Are we justified in forming the belief that the spherical object is a ball based on that testimony? Or are toddlers obliged only to form those beliefs if they undergo additional evidential reasoning in support of the general reliability of their mother as a testimonial witness?
The latter option is, of course, absurd. We can’t get going in this world unless we cede to our moms (and dads, and siblings and family friends, and kind acquaintances and strangers) the status of their testimony as the basis on which we form beliefs.
Okay, you might think, perhaps properly basic testimony is okay for toddlers, but surely not for adults! But that makes no sense. If it is rational and justified for one to form beliefs based on the immediate testimony of others, and assuming one has no overriding reason to doubt that testimony, then that is true whether one is a toddler or a teenager or a middle-aged professor.
Hopefully, it makes some sense now.
Failing to Understand Properly Basic Theism in Plantinga
My next example of a failure to understand comes with Jeff’s citation of Plantinga on properly basic theistic belief. Let’s begin with the Plantinga quote:
Someone in whom [the sensus divinitatus] was functioning properly would have an intimate, detailed, vivid, and explicit knowledge of God; she would have an intense awareness of his presence, glory, goodness, power, perfection, wonderful attractiveness, and sweetness; and she would be as convinced of God’s existence as of her own.
Jeff then comments:
I would have a fair amount of sympathy for any theist who might find themselves in the sort of ideal circumstances here described by Plantinga, although I’d still contend that it would nonetheless be a mistake to infer theism even under such circumstances.
Here’s the problem. Plantinga isn’t saying that the theist has an experience and infers theism, as Jeff puts it. Rather, the theist has an experience and immediately forms beliefs about God’s acting in his or her life.
Ironically, Jeff’s language is serendipitously appropriate in one sense. The properly basic belief is, first of all, not God exists, but rather God loves me or God is speaking to me or what have you. Compare: human beings don’t begin with that person exists. Rather, they begin with that person is smiling at me. That is the properly basic belief from which the belief “that person exists” may be deduced with this connecting premise: “If a person smiles at me then that person exists.” One could reason to the proposition that God exists evidentially in that way based upon the properly basic belief that God loves me or God is speaking to me. But contrary to what Jeff says, it is most certainly not a mistake to infer theism under such circumstances.
Next, let’s return to Jeff’s charge that “anything goes.” We can launch off of the following excerpt:
One more example from Rauser’s work: His one-time coauthor Justin Schieber asserted that “Heaven is a place where free will is preserved yet has no evil. Such a world is possible for God to create from the start. He chose not to.” Rauser replied, “If [Schieber] wants to present an objection to theism he needs to show that God doesn’t have morally sufficient reasons [for choosing not to create “heaven” from the start].”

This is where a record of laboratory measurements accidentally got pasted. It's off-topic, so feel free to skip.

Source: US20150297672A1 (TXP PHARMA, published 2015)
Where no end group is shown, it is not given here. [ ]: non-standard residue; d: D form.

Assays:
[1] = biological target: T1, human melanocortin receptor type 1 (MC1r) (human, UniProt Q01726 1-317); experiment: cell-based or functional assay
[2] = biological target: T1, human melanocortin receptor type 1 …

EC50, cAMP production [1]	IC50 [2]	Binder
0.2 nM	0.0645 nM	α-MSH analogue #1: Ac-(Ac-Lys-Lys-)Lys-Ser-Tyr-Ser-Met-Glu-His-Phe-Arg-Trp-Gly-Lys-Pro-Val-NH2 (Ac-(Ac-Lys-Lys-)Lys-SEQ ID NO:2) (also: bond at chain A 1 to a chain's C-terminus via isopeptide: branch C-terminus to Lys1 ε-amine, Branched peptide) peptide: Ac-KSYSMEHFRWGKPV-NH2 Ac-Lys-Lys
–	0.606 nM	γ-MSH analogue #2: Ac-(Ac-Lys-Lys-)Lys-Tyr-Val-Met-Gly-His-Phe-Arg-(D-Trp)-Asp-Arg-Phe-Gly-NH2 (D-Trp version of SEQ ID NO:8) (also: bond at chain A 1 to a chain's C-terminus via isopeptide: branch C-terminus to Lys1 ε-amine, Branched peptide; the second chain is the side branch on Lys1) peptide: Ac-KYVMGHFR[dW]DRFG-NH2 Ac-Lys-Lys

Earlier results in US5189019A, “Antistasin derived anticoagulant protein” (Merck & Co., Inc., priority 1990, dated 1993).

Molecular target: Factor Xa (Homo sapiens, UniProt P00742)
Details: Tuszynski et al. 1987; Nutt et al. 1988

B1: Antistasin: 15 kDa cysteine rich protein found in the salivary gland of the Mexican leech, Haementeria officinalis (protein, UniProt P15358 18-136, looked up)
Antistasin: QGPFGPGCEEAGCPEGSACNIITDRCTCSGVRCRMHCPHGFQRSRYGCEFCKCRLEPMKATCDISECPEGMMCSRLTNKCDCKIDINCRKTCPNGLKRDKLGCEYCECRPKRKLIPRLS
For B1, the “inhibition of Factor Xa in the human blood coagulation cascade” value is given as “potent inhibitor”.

Jeff doesn’t like that response. Indeed, he thinks I am thereby setting the bar of contrary evidence unreasonably high and in the process sustaining this illegitimate anything-goes approach to epistemology.
But that’s not the case. Imagine that you begin your first day of a five-year apprenticeship under a world-famous master of X. Your first task that day is to clean the toilets of the facility with a toothbrush. After work, we meet up for a beer and you tell me (a guy who knows little of the master or his craft) what you did all day. “Are you kidding?” I sputter. “Cleaning the toilets with a toothbrush? That guy’s a huckster!”
You reply, “If you want to present an objection to the master, you need to show that he doesn’t have sufficient reasons for asking me to clean the toilets with a toothbrush.” Surely that’s a fair point, isn’t it? Two novices are not in a place to question a master on the first day of a five-year apprenticeship. Consequently, the fact that one cannot see how the master’s instructions serve the final goal does not provide a reason to believe the master’s instructions do not serve the final goal.
In my conversation with Schieber, I’m pointing out that he’s acting like the buddy calling out the master as a huckster. If he wants to make the charge, he needs to provide a reason to believe that God could not have morally sufficient reasons for making imperfect human beings with the ability to acquire virtue over time (and experience suffering with it). Until he does that, he doesn’t have a sustainable objection.
Now you might be thinking: Fair enough, but then at what point in the apprenticeship would the apprentice be justified in concluding that the master is, in fact, a huckster? Surely there must be some point, right? Otherwise, anything goes!
True enough, but the reality is that this will likely be a person-relative judgment. If the master takes on 100 apprentices, many may drop out at various points over 5 years, convinced that he is a huckster. They may be rational to do so but others may be rational to stick with it. At the very least, it is most certainly clear that not anything goes.
As for Jeff, he hasn’t provided a good reason for me to think that we are anywhere near that threshold. And complaining, falsely, that my epistemological framework leads to an anything-goes mentality goes no distance toward moving the balance in his favor.